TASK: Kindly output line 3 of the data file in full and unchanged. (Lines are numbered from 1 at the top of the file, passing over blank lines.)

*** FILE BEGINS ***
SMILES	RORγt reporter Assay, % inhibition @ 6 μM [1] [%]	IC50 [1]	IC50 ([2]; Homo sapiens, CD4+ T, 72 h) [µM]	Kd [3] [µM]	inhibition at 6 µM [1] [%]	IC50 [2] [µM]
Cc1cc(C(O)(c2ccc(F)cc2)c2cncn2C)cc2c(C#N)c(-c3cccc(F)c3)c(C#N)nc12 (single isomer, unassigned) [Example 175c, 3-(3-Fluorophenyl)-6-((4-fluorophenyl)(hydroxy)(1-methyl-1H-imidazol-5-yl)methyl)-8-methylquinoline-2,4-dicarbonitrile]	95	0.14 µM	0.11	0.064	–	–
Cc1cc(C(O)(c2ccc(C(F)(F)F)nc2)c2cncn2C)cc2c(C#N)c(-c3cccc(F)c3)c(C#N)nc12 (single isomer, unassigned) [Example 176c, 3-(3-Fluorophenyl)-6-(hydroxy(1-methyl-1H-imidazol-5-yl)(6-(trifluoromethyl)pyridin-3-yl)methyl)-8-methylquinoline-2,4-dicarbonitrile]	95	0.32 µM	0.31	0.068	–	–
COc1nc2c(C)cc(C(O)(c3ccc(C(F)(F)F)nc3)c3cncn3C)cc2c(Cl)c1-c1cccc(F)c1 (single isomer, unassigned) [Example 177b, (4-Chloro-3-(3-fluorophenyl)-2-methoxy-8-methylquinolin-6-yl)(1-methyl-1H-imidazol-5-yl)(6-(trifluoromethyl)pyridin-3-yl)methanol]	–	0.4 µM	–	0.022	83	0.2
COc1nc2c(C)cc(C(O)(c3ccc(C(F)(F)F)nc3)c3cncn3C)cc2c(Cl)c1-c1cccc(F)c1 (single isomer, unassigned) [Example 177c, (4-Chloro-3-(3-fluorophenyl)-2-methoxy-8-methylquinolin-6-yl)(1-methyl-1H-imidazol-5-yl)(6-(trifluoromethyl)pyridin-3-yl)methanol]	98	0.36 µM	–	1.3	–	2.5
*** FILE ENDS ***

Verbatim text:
Cc1cc(C(O)(c2ccc(C(F)(F)F)nc2)c2cncn2C)cc2c(C#N)c(-c3cccc(F)c3)c(C#N)nc12 (single isomer, unassigned) [Example 176c, 3-(3-Fluorophenyl)-6-(hydroxy(1-methyl-1H-imidazol-5-yl)(6-(trifluoromethyl)pyridin-3-yl)methyl)-8-methylquinoline-2,4-dicarbonitrile]	95	0.32 µM	0.31	0.068	–	–